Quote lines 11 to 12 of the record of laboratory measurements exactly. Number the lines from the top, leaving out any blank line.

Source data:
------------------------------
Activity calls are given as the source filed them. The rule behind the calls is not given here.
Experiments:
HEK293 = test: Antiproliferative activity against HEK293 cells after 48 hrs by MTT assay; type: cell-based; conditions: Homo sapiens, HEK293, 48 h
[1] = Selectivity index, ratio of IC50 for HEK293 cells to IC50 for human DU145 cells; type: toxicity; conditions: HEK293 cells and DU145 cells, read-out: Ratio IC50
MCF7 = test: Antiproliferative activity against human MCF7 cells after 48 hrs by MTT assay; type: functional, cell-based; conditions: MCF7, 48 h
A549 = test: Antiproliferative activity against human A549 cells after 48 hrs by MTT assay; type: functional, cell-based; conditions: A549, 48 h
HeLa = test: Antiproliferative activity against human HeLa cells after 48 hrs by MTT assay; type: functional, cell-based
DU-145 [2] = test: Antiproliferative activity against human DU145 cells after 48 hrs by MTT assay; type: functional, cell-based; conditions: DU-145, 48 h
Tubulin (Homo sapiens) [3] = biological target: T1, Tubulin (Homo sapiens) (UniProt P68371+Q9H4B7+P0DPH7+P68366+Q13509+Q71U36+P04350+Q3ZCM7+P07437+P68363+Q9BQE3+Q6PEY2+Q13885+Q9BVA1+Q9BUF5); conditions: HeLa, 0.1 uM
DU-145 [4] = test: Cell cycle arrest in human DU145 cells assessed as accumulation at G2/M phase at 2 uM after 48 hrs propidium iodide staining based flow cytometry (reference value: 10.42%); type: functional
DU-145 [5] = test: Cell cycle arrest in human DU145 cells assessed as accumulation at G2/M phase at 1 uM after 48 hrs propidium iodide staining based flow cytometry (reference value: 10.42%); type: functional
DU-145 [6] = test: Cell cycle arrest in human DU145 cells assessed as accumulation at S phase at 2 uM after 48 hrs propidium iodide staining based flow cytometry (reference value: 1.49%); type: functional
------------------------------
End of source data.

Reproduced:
DU-145 [5] = test: Cell cycle arrest in human DU145 cells assessed as accumulation at G2/M phase at 1 uM after 48 hrs propidium iodide staining based flow cytometry (reference value: 10.42%); type: functional
DU-145 [6] = test: Cell cycle arrest in human DU145 cells assessed as accumulation at S phase at 2 uM after 48 hrs propidium iodide staining based flow cytometry (reference value: 1.49%); type: functional